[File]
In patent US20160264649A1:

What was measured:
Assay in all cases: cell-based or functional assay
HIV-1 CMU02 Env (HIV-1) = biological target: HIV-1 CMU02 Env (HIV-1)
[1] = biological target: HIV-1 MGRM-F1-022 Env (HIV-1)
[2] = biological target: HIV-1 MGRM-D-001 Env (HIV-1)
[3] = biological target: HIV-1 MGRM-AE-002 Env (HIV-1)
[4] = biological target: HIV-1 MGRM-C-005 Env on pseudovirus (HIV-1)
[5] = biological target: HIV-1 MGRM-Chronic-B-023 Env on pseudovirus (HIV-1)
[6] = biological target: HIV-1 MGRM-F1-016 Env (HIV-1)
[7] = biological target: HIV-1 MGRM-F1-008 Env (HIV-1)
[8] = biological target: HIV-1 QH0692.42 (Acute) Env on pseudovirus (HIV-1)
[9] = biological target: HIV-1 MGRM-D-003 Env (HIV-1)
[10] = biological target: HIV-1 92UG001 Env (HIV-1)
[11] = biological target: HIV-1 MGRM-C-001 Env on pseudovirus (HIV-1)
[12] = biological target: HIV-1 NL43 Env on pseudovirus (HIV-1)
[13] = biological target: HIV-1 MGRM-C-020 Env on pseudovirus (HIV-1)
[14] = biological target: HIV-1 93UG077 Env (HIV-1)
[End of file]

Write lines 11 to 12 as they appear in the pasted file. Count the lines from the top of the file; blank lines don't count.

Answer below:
[7] = biological target: HIV-1 MGRM-F1-008 Env (HIV-1)
[8] = biological target: HIV-1 QH0692.42 (Acute) Env on pseudovirus (HIV-1)